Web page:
Wadiya say, Sacha, was it an Oscars jack-up?

By Paul Harris

Sacha Cohen in the film 'The Dictator'. Photo / Supplied
Sacha Cohen in the film 'The Dictator'. Photo / Supplied

Was it all stage-managed from the start? The "will he, won't he?" battle over Sacha Baron Cohen's appearance at today's Oscars ceremony has ended with victory for the comic actor, who will now be a focus of attention for this year's awards.

For some, however, the last-minute change allowing the actor to attend in character as his latest alter ego has all the signs of a slick marketing exercise.

Cohen had been barred from appearing in character as the outlandish Admiral General Shabazz Aladeen, from his film The Dictator, about the leader of a fictional Middle Eastern country called Wadiya.

Oscars organisers relented when a producer of the show revealed Cohen would now be showing up in Hollywood in costume. He would not only walk on the red carpet wearing a full beard, wig and elaborate dress uniform but would attend the show, raising the prospect of some sort of stunt during the ceremony.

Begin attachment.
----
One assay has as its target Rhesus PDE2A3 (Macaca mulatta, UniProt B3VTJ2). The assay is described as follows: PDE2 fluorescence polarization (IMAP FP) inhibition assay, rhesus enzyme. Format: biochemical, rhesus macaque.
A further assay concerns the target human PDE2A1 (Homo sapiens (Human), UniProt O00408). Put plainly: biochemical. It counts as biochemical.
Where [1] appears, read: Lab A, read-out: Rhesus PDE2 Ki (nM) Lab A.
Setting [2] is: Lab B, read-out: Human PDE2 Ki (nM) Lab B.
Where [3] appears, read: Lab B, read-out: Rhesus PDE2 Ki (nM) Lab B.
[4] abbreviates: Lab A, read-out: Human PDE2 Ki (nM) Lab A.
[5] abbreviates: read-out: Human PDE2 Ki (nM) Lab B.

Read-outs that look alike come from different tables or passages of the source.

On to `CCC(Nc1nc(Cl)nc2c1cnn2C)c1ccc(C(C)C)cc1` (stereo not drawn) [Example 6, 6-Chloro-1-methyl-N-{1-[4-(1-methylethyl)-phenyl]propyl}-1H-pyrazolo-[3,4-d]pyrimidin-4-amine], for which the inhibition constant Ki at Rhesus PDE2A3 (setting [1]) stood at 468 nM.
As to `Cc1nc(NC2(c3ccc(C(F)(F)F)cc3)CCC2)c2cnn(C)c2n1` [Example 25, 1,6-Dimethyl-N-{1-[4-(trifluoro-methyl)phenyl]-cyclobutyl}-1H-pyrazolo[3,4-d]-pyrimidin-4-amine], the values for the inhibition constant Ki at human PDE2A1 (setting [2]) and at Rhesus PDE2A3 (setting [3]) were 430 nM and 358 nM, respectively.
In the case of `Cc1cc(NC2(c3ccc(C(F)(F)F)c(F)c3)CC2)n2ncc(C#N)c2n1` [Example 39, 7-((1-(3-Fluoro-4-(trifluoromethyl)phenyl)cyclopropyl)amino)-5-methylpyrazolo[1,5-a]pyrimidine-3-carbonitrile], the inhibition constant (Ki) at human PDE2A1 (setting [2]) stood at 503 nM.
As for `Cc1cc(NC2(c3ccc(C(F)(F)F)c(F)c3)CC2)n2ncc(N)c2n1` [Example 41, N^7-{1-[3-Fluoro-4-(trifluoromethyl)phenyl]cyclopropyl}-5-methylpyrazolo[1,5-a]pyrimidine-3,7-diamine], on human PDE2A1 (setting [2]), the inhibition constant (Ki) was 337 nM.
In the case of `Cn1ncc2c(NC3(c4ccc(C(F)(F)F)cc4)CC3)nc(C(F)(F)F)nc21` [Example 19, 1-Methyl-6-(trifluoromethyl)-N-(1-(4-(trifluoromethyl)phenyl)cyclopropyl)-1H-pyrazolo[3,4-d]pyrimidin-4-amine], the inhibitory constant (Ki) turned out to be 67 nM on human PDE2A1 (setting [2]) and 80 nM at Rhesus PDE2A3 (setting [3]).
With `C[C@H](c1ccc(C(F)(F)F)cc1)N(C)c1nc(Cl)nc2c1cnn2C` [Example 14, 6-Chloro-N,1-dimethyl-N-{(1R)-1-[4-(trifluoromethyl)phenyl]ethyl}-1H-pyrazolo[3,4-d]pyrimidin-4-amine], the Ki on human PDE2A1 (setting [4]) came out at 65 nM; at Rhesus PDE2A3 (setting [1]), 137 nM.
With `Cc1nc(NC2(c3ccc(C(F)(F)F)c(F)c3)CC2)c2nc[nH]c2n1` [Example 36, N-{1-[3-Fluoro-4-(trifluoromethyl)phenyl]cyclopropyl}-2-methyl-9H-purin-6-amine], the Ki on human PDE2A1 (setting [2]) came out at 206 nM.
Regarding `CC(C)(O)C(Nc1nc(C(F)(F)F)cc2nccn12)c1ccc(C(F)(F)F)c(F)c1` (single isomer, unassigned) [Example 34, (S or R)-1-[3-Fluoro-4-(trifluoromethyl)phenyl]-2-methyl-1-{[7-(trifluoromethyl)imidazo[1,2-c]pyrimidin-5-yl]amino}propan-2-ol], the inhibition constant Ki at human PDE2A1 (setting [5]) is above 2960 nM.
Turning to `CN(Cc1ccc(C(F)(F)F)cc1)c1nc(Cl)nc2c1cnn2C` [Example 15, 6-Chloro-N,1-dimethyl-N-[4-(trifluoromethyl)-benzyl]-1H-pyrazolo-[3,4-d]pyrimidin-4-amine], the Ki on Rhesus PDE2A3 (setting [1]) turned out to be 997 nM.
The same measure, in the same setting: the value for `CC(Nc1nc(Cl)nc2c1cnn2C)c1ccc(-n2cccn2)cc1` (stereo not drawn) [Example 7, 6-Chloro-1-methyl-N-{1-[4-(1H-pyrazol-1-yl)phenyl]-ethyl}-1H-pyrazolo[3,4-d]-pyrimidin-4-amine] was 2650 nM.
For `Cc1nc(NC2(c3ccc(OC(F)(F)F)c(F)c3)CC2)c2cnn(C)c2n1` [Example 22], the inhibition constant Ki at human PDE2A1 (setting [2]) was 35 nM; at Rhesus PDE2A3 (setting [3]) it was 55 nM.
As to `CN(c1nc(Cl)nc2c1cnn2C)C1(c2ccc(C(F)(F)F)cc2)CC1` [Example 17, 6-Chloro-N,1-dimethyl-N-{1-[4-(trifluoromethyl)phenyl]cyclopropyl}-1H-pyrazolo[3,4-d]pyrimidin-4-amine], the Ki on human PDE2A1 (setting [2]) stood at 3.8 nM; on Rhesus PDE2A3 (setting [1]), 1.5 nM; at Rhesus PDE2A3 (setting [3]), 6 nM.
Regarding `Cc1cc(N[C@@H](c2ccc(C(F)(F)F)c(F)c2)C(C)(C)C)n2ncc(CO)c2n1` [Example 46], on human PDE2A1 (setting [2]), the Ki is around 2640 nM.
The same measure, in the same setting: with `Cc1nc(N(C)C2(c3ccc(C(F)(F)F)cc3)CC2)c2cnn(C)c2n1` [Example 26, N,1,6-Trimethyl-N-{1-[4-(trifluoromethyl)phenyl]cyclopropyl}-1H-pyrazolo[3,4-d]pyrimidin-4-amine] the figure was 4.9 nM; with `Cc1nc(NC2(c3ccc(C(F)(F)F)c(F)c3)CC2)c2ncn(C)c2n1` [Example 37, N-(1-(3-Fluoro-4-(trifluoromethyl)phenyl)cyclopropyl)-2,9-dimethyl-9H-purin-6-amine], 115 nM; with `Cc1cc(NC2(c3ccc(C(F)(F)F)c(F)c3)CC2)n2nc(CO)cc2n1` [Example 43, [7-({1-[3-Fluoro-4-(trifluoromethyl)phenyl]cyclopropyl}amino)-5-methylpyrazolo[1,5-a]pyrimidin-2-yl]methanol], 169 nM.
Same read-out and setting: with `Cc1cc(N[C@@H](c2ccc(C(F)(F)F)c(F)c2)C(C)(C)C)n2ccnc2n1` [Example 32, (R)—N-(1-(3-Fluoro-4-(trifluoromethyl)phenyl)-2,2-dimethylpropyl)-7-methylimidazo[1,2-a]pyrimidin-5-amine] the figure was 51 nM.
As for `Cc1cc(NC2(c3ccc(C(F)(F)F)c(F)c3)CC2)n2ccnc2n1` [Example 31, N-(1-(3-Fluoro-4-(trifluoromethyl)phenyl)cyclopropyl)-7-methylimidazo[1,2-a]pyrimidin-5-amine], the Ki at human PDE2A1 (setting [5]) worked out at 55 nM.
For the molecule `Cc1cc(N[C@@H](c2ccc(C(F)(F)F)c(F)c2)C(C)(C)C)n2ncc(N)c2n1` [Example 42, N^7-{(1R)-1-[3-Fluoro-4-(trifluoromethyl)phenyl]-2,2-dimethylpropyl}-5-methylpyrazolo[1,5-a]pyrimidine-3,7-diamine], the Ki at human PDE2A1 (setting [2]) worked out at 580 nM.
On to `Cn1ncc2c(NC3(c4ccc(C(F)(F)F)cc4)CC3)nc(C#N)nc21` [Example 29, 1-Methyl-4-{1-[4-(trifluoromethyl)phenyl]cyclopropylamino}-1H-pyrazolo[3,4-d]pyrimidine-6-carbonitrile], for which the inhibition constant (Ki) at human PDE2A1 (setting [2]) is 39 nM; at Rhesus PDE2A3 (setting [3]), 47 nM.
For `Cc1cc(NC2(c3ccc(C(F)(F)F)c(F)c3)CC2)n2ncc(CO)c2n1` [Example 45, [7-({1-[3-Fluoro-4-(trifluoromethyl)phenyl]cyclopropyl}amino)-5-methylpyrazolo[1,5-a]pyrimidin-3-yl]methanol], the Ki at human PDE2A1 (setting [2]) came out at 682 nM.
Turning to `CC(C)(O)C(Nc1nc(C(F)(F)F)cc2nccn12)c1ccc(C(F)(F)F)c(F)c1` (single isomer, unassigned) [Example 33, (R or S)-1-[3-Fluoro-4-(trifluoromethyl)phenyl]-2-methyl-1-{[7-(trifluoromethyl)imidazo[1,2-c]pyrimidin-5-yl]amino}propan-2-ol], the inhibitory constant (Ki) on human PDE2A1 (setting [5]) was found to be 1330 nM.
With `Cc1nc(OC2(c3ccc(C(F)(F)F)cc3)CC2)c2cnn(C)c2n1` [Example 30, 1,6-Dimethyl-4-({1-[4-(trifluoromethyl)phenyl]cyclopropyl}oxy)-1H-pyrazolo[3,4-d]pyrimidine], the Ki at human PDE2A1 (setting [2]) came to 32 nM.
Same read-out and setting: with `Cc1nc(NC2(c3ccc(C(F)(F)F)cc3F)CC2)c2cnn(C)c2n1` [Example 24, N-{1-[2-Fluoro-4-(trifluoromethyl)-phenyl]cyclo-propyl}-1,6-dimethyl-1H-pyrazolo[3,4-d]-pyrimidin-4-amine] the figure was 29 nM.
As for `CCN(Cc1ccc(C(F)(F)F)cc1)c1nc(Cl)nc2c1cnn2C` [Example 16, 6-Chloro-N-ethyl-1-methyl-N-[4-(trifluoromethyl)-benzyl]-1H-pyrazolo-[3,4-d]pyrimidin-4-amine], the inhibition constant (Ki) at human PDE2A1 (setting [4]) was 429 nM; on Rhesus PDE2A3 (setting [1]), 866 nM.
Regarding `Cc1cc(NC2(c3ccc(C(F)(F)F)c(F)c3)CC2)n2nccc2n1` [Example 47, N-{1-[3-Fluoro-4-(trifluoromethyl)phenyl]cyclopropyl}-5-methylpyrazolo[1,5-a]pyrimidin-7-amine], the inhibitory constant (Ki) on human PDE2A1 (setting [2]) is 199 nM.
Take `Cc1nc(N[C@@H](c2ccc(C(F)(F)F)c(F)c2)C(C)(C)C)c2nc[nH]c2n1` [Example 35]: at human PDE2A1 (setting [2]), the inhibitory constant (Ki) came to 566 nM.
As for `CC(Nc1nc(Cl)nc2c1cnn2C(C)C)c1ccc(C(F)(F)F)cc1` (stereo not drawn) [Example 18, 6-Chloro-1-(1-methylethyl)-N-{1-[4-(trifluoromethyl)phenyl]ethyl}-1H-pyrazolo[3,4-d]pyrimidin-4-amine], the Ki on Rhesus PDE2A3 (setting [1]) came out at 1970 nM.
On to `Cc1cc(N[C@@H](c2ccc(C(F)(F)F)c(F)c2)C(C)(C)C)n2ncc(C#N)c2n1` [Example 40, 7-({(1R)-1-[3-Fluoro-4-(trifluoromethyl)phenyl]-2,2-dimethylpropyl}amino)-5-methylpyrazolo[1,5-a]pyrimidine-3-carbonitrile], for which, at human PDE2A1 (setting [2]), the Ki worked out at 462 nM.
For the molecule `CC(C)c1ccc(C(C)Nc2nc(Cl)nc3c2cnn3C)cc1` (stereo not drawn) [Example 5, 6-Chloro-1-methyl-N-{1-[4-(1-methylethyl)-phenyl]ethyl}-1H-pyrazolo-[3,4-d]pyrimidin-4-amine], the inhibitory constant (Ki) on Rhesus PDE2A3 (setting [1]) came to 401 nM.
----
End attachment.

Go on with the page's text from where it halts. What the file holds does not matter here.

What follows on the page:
Cohen - or rather Aladeen - reacted in triumph. "Victory is ours! Today the Mighty Nation of Wadiya triumphed over the Zionist snakes of Hollywood," he said on a fake Wadiya website set up to promote the film.

"What I am trying to say here is that the Academy has surrendered and sent over two tickets and a parking pass!

"Today Oscar, tomorrow Obama!"

The details of the Oscars ceremony require months of planning and it is unlikely that last-minute changes would be made to it. Some insiders have wondered whether the argument over Cohen's participation was just a way to generate press coverage.

"Was he ever truly prohibited from attending?" asked one Reuters story about the controversy.

Certainly, both sides are set to benefit from Baron Cohen's appearance. For Oscars organisers, the argument over Cohen's role might just persuade extra viewers to tune in hoping that the actor's latest character does something bizarre and unexpected.

Meanwhile, The Dictator's backers get the sort of exposure a Hollywood publicist usually only dreams of.

- OBSERVER

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